INTRODUCTION

Nasopharyngeal carcinoma (NPC) is the most common nasopharyngeal malignancy in Southeast Asia [1]. The majority of NPC patients presents in the clinic with an exophytic, ulcerated mass in cavum nasopharyngeum [2]. However, there are still 8.8% of NPC patients have no abnormalities during conventional endoscopic examination, but present with tumor related symptoms, submucosal mass in radiological examination or positive histological results in biopsy [2]. We use the term “nonexophytic nasopharyngeal carcinoma (NE-NPC)” for this subset of NPC. Although most of NPC patients are radiosensitive, about 10–25% of NPC patients still suffer from recurrent disease after definitive radiotherapy [35]. Recurrent NPC is also commonly seen in the parapharyngeal space, which is the difficult area for forceps biopsy.

Narrow-band imaging (NBI) is a novel optical technique that enhances the diagnostic sensitivity of endoscopy by using narrow-band width filters in a sequential red-green-blue illumination system. Several studies have shown that NBI is effective in the early detection of head-and-neck squamous cell carcinoma [68]. Moreover, NBI endoscopy can improve the sensitivity of detecting mucosal nasopharyngeal neoplasia [9, 10]. Thus, we hypothesize that the diagnosis sensitivity of NE-NPC can also be increased by NBI endoscopy.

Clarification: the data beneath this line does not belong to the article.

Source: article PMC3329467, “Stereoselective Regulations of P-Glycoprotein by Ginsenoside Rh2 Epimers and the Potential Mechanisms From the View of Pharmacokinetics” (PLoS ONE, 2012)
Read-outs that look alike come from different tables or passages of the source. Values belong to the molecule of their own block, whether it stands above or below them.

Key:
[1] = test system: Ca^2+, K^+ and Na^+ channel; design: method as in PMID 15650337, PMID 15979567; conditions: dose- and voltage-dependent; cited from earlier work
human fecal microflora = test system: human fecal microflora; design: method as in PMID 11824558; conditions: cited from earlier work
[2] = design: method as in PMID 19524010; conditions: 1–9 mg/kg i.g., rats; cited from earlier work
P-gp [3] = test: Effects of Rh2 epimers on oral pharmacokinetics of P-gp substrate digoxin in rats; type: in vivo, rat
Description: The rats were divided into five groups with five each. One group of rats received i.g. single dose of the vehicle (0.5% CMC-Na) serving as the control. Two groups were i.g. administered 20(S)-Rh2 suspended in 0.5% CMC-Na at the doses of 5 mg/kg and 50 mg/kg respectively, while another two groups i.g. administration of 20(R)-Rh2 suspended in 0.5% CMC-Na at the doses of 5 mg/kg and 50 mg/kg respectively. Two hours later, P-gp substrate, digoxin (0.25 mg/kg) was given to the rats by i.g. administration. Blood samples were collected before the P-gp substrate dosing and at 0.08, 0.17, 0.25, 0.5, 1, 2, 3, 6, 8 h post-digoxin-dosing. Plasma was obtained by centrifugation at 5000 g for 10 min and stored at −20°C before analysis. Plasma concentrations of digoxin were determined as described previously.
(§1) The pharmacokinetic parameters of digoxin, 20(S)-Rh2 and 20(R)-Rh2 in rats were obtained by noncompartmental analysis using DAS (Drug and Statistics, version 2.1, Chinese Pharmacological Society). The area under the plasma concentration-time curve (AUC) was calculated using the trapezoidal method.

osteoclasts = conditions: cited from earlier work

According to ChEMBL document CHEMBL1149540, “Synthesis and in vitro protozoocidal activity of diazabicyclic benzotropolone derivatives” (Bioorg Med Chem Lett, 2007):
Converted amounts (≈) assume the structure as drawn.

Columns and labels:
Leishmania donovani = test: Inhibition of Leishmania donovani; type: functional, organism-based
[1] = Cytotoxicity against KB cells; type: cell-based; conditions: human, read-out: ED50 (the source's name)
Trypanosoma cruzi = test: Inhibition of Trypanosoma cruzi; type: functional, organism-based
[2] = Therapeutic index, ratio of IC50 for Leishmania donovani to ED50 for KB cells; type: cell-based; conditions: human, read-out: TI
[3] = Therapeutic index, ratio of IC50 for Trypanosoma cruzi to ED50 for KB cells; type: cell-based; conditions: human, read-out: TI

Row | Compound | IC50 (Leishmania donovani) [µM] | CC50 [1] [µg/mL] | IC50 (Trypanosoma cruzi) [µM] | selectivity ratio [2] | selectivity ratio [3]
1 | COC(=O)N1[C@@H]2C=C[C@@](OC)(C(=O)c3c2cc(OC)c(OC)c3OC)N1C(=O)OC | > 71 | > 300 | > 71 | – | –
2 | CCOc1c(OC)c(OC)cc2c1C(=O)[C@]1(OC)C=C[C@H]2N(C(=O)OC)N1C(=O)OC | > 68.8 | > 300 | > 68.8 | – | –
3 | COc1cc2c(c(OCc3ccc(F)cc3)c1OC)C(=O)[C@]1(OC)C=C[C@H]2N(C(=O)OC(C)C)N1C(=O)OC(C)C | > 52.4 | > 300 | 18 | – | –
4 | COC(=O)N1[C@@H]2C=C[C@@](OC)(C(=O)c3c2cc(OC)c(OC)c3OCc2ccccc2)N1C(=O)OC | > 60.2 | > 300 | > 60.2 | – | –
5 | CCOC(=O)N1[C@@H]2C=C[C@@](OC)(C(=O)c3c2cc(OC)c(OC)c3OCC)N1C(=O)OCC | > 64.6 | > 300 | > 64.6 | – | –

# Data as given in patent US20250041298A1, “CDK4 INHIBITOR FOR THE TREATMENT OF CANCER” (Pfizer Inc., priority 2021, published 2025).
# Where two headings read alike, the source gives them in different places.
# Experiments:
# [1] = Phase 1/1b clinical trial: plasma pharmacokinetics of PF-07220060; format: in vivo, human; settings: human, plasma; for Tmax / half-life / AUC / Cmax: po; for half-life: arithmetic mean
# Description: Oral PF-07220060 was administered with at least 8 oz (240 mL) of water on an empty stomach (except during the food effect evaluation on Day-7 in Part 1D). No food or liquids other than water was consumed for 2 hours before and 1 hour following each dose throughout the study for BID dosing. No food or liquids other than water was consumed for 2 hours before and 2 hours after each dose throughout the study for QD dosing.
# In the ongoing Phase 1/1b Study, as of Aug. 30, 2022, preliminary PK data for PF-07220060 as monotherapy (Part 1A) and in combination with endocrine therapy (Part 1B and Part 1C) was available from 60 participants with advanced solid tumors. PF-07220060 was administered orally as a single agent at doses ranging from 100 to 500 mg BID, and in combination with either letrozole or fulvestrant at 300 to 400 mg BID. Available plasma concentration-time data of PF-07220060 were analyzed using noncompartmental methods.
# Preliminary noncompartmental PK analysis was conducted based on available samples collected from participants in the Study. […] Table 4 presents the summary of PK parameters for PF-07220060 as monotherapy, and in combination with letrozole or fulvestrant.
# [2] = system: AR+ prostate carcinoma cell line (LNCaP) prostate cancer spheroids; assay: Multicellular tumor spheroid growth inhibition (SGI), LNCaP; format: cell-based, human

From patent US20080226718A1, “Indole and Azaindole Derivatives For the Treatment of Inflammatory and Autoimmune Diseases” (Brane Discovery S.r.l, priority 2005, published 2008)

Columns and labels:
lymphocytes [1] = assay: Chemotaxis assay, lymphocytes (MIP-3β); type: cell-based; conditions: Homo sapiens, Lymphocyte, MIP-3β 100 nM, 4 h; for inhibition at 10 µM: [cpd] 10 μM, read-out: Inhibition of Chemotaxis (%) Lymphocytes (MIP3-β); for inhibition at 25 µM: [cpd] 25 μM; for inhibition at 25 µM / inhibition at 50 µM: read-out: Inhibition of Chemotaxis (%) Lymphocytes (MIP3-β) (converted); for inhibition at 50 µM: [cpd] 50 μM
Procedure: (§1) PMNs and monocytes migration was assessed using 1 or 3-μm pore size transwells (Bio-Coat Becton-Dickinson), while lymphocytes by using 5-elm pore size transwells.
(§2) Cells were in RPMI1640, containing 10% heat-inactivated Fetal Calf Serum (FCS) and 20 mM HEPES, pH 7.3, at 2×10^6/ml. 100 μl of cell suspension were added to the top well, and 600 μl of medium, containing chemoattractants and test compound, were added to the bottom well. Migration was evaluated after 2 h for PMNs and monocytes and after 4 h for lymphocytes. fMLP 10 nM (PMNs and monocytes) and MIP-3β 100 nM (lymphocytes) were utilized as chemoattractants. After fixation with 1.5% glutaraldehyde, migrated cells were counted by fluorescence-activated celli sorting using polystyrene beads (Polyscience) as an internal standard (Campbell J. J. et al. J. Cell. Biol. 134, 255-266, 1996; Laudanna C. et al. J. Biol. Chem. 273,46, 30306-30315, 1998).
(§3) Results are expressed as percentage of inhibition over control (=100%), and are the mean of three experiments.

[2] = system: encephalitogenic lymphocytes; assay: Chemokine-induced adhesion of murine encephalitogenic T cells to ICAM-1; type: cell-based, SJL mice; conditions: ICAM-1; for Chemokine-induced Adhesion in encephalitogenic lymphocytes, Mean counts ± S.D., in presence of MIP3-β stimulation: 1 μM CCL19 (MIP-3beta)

The nonexophytic nasopharyngeal lesion is often occult. The mucosa needs to be removed before the suspicious tissue can be acquired by traditional biting cup or punch forceps. However, after radiotherapy, nasopharyngeal mucosa of the NPC patient turned to be stiff. Because of the severe pain and bleeding of the mucosal laceration, the patients cannot tolerate the forceps biopsy procedures. Surgical biopsy under general anesthesia is not advocated for the high cost. Fine-needle aspiration biopsy cannot provide adequate tissue for the histology examination. How to get pathological diagnosis in these patients has been a challenge. In recent years, core needle biopsy (CNB) has been demonstrated to be effective in the diagnosis of various tumors, such as squamous carcinoma and lymphoma [1113]. Moreover, CNB has been associated with fewer complications and the procedural cost is lower. Percutaneous biopsy of parapharyngeal space lesions with CT guidance were reported [12, 14]. It needs CT scan during the process that cost a lot of money and time. For the long approaches, the risk of the muscles, blood vessels, and nerves injury increased. Nasal meatus are the nature approaches. In the present study, we performed CNB through the nasopharyngeal mucosal under the guidance of nasal endoscopy.